Revenue said it collected €56.2 billion in taxes and duties for the Exchequer last year, as well as over €15 billion on behalf of other departments, agencies and EU states after "an unprecedented year" in terms of disruption and uncertainty.
Revenue today published its preliminary results for 2020 including tax and duty collected, services provided to customers, timely compliance rates and yield from compliance and enforcement interventions.
It said that despite the challenges brought about by the Covid-19 pandemic, overall timely compliance rates for 2020 were only marginally down on 2019.
It said it acknowledged and thanked businesses, individual taxpayers and tax practitioners for the positive engagement in ensuring that a continued culture of strong voluntary compliance prevailed during the year.
Audit and compliance interventions at a taxpayer's premises were suspended in March.
But Revenue said it continued to engage with businesses to progress compliance interventions electronically via myEnquiries or by telephone.
During 2020, it completed over 378,500 audit and compliance interventions yielding over €484m.
Revenue also secured 21 criminal convictions for serious tax evasion and fraud and published 122 tax settlements in its Tax Defaulters list.
"Our work in tackling smuggling and other illegal activity continued despite the pandemic, evidenced by the seizure of over 48 million cigarettes worth almost €33m and over 4,600 kilos of drugs with an estimated value of almost €45m," it said today.
Revenue also said it continues to play a significant role in the delivery of critical Government supports to businesses affected by Covid-19.
Revenue Chairman Niall Cody said the introduction of real-time reporting for PAYE in January 2019 meant that when the pandemic escalated in March, it quickly reengineered its PAYE system to support impacted employers and employees.
Niall Cody said that the Temporary Wage Subsidy Scheme provided more than €2.8 billion in support to 66,600 employers in respect of over 664,500 employees between March 26 and August 31.
"As part of the July Jobs Stimulus package the Employment Wage Subsidy Scheme replaced the Temporary Wage Subsidy Scheme from September. In 2020, over €1.4 billion has been paid under the scheme to over 39,800 eligible employers in respect of 443,100 employees," Mr Cody added.
He also said the Covid Restrictions Support Scheme introduced in Budget 2021 was supporting businesses significantly affected by public health restrictions as a result of the Covid-19 pandemic.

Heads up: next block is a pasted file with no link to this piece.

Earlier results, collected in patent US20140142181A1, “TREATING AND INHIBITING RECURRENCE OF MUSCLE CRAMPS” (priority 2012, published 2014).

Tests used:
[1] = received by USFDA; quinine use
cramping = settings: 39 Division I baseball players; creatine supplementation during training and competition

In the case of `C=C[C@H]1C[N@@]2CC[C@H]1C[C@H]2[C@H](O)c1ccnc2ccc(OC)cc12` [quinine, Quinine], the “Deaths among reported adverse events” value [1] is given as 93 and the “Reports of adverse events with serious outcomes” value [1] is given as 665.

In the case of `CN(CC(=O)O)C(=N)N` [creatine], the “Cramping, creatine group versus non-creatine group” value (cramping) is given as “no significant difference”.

"In 2020, 16,600 businesses are registered for the scheme in respect of 19,000 premises. Total payments made under the scheme currently stand at €146m," he added.
Today's report also said that if the Covid-19 pandemic had not happened, the big talking point this year would have been Brexit.
"Despite the challenges of Covid-19 and its impact on key elements of our role we continued our preparations for Brexit on all fronts throughout 2020," Revenue Commissioner and Director-General of Customs Gerry Harrahill, said.
During the year, Revenue wrote to 149,000 businesses with Brexit preparatory advice and further engaged with over 14,500 businesses over the phone.
Revenue said that over 76,925 businesses are now registered for Customs with Revenue and have an EORI number.
"The launch of our Customs RoRo Service optimises the efficient movement and, where necessary, control of goods and vehicles when moved by ferry between Ireland and Great Britain," Gerry Harrahill added.
"We appreciate that the new reality of Great Britain being fully outside of the EU is presenting significant challenges for trade and business and that complying with customs formalities imposes additional burdens on them," Mr Harrahill said.
But he stressed that compliance is absolutely essential to ensure that Ireland fulfils its obligations as a member of the EU and that we protect the integrity of the Single Market and the Customs Union.
"This is vital for Irish business. We will continue to support trade and business in adapting to the new customs formalities brought about by Brexit and as things bed down we will work with individual businesses to resolve specific matters," he added.
Niall Cody said that 2020 was the most extraordinary year during which, as a nation and a tax administration, we faced unprecedented challenges.
"While developments in relation to vaccines are positive, we will need to continue to live with the challenges of Covid-19 in the immediate to medium term.
"We will continue to work closely with our colleagues in the Department of Finance during this time of economic uncertainty and play our part in administering and overseeing the relevant schemes and measures introduced by the Government in response to the pandemic," he said.
On Brexit, he also said that Revenue's focus is to implement customs controls in a manner that supports legitimate trade while effectively managing compliance risk, tackling illicit trade and protecting the integrity of the Single Market and the Customs Union.
"I am confident that, as an organisation, we are in a strong position to meet these challenges, evidenced by the response of our people to the challenges posed last year," he added.